Monday, July 19, 2010

I am offended by this ad

The Toronto Star reports (and rather gleefully, I should add) that the following ad "is a tad too sexy — even for the famously sultry City of Montreal":

Apparently, a city official calls the advertisement sexist and "not something Montreal could endorse".

Montreal, people.

In Pammy's words:

"In a city that is known for its exotic dancing and for being progressive and edgy, how sad that a woman would be banned from using her own body in a political protest over the suffering of cows and chickens. In some parts of the world, women are forced to cover their whole bodies with burqas -- is that next? I didn't think that Canada would be so puritanical."

You obviously have your own opinion about whether this ad is sexist, smut, or "you GO girl" empowerment. But it's pretty damn tame for PETA, who have at other times shown the Canadian ex-pat topless and in a lettuce bikini. They show skin, someone gets mad, people talk about it, and PETA gets the attention it so desperately craves. Old story.

In fact, the most offensive part of this whole tale is how hackneyed the ad concept is. Real live PETA protesters have been doing this one — in a far more daring way — for years.

UPDATE: Interesting note from PETA regarding their use of naked women in ads (via @Treehugger):

"First, please know that PETA isn't using women's bodies. Women are using their own bodies. The women who use their bodies as political tools do so willingly and gladly, and they don't like to be told to cover up by other women who don't agree with their choices. They feel that they have the right to express themselves in this way, and they don't want some women dictating and criticizing them for how much skin they wish to show any more than women who lived during the early days of feminism and before wanted men to tell them to cover up.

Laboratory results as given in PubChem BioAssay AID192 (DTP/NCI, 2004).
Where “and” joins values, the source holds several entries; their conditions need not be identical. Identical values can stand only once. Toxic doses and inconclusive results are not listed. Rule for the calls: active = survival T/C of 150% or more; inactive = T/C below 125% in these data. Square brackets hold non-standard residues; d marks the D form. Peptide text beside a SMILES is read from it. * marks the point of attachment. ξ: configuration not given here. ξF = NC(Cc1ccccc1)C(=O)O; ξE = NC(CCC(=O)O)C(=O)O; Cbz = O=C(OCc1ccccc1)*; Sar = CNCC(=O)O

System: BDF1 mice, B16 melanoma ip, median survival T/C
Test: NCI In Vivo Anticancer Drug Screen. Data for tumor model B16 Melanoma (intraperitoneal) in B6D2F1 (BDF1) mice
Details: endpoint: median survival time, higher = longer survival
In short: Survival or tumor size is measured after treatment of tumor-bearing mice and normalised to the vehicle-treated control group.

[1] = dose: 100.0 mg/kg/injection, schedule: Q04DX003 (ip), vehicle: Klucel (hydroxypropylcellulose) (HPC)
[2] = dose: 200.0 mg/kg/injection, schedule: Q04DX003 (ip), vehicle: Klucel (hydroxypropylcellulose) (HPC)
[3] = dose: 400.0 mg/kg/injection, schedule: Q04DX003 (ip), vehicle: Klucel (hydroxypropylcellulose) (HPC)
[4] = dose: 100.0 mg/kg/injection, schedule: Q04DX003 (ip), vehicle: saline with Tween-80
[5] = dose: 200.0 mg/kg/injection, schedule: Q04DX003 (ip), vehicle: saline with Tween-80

As for PETA, we recognize the simple fact that there's a lot of competition for consumers' attention, so we are creative and provocative in order to make sure that people do turn around and stare and then learn something about the cruel industries that we fight. Our activists and celebrity supporters gladly use their bodies as a sure-fire way to draw attention to how animals are exploited. The women are not exploited--they are happy to participate in a social cause. They show about as much flesh as you might see at the beach. They are proud to be able to use their bodies for a good purpose--to draw attention to the suffering of elephants who are beaten bloody and forced to live in chains and to the plight of other animals who endure torture, isolation, terror, and violent death. And it works--Olivia Munn's participation in our anti-circus campaign prompted more than 300 clothed people to participate in our protest against Ringling Bros. at the Staples Center in Los Angeles last week.

As an organization headed and founded by a woman and staffed largely by feminist women, PETA knows about the serious problems that women face, both here in the U.S. and in countries where women are forced to cover up and shut up. Impassioned individuals have been "going naked" since Lady Godiva protested taxes. We believe that all people should be free to use their minds and bodies as political instruments."

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